Read the accounts of data type conversion and subprogram overloading in the PostgreSQL documentation.

The possibility of overloading brings the risk of overall application behavior changes when a new overload of an existing subprogram's name is defined. You can see a few practical examples in the section Choosing between overload candidates in the absence of a perfect match below.

The risk occurs because PostgreSQL, and therefore YSQL, support implicit data type conversion. The rules for data type conversion, and the consequences for how an overload candidate is selected, require careful explanation. The YSQL documentation doesn't reproduce the accounts. Rather, you should read the sections Type Conversion and Function Overloading in the PostgreSQL documentation.

Subprograms with different subprogram_call_signatures can share the same subprogram_name. If two or more subprograms share the same subprogram_name, then the subprogram_name is said to be overloaded. Notice the relationship between the subprogram_signature rule:

subprogram_signature ::= arg_decl [ , ... ]

arg_decl ::= [ arg_name ] [ arg_mode ] arg_type

arg_name ::= name

arg_mode ::= IN | OUT | INOUT | VARIADIC

arg_type ::= type_name

subprogram_signature

,arg_decl

arg_decl

arg_namearg_modearg_type

arg_name

name

arg_mode

INOUTINOUTVARIADIC

arg_type

type_name

and the subprogram_call_signature rule:

subprogram_call_signature ::= arg_type [ , ... ]

subprogram_call_signature

,arg_type

The subprogram_signature is a list of arg_decls; and an arg_decl has two optional components (arg_type and arg_mode) and one mandatory component (arg_type). But the only significant part of the subprogram_signature for distinguishing between overloads is the mandatory arg_type component.

'OUT' arguments are not included in the 'subprogram_call_signature'.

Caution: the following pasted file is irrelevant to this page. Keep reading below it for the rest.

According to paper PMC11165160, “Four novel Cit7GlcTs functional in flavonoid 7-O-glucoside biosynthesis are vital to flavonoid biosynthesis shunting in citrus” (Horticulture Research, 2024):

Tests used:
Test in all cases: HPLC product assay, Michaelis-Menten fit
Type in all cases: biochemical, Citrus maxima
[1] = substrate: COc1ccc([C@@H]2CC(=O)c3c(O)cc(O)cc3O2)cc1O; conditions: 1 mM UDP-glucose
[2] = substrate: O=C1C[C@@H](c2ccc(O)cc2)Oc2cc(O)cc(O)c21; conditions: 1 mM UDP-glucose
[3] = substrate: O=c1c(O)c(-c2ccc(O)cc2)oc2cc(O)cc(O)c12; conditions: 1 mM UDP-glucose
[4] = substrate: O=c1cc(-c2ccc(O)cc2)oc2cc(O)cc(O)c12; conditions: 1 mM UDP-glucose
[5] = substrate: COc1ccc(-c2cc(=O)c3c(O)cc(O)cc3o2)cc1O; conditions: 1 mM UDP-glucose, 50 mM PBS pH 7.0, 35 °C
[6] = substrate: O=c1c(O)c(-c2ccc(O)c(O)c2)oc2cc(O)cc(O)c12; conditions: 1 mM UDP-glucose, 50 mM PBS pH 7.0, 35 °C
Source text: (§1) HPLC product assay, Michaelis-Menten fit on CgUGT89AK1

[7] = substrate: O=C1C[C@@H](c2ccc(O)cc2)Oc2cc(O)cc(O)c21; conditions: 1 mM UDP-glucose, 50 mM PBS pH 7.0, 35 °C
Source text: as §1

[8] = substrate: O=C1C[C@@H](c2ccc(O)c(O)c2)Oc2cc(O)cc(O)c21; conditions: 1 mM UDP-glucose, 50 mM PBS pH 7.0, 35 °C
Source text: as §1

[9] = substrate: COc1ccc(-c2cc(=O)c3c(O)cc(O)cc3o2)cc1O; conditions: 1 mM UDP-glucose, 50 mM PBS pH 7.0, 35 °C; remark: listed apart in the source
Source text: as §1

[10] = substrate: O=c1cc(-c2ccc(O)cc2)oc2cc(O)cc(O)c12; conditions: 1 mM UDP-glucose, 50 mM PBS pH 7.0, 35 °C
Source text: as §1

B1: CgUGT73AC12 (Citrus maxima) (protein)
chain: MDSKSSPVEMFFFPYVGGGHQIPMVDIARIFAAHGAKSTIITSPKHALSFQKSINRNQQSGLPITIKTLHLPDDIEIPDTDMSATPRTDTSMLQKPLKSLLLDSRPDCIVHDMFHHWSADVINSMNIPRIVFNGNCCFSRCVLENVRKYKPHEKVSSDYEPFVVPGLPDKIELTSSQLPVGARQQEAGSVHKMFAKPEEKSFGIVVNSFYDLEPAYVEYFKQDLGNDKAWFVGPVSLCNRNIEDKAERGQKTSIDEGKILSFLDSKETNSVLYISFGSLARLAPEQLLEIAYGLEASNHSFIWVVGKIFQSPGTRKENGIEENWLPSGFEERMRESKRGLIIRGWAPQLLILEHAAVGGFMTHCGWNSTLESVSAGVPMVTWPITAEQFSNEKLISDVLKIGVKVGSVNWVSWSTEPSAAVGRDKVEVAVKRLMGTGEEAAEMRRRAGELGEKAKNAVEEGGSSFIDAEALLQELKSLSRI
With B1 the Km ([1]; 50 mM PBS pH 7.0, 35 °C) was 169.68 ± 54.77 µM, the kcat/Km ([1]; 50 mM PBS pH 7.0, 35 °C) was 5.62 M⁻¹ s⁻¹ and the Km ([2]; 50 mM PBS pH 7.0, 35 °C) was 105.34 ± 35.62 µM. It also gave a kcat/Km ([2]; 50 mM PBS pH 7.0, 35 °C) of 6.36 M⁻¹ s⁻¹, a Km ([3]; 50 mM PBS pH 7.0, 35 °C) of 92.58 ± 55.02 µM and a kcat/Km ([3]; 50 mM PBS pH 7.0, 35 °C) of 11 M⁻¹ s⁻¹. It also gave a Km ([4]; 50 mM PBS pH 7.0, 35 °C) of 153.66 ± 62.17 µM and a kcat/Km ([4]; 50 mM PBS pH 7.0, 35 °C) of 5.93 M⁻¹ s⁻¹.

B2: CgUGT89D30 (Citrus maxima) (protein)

This rule is stated in the PostgreSQL documentation in the account of the pg_proc catalog table. See the description of the proargtypes column.

Yugabyte recommends that you never create a function with an out or inout argument but, rather, that you return all values of interest by specifying an appropriate composite data type for the returns clause. See this tip in the account of the create function statement.

As it happens, YSQL does not yet allow a procedure to have an out argument—so you must use an inout argument instead. See GitHub Issue #12348. When this issue is fixed, and if you decide to give a procedure a bare out argument, then you should remember that it will not be included in the procedure's call signature.

Negative examples

Notice that each example starts by dropping and re-creating the schema 's'.

It's easy to get confused when you try ad hoc tests, like those that this page shows, by the presence of previously-created overloads of the same subprogram_name . All the examples shown on this page, therefore, create their objects in the schema s1 and drop and recreate this at the start.

Attempt to create two functions that differ only by the names of their single argument.

drop schema if exists s1 cascade;
create schema s1;

create function s1.f(i in int)
  returns int
  language sql
as $body$
  select i*2;
$body$;

create function s1.f(j in int)
  returns int
  language sql
as $body$
  select j*2;
$body$;

The second create function attempt causes the 42723 error, function "f" already exists with same argument types. The names of the arguments, and their modes, are insignificant for distinguishing between overload candidates.

With the function s1.f(i in int) still in place, now try this:

create function s1.f(i in int)
  returns text